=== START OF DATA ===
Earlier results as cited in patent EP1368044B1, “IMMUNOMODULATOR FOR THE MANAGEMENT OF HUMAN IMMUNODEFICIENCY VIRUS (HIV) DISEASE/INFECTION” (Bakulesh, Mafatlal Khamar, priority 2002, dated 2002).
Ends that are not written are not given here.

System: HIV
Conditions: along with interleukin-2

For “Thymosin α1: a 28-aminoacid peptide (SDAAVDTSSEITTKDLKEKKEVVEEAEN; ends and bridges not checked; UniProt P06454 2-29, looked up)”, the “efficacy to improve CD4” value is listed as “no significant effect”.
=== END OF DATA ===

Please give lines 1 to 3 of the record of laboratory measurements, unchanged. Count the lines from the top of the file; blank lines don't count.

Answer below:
Earlier results as cited in patent EP1368044B1, “IMMUNOMODULATOR FOR THE MANAGEMENT OF HUMAN IMMUNODEFICIENCY VIRUS (HIV) DISEASE/INFECTION” (Bakulesh, Mafatlal Khamar, priority 2002, dated 2002).
Ends that are not written are not given here.

System: HIV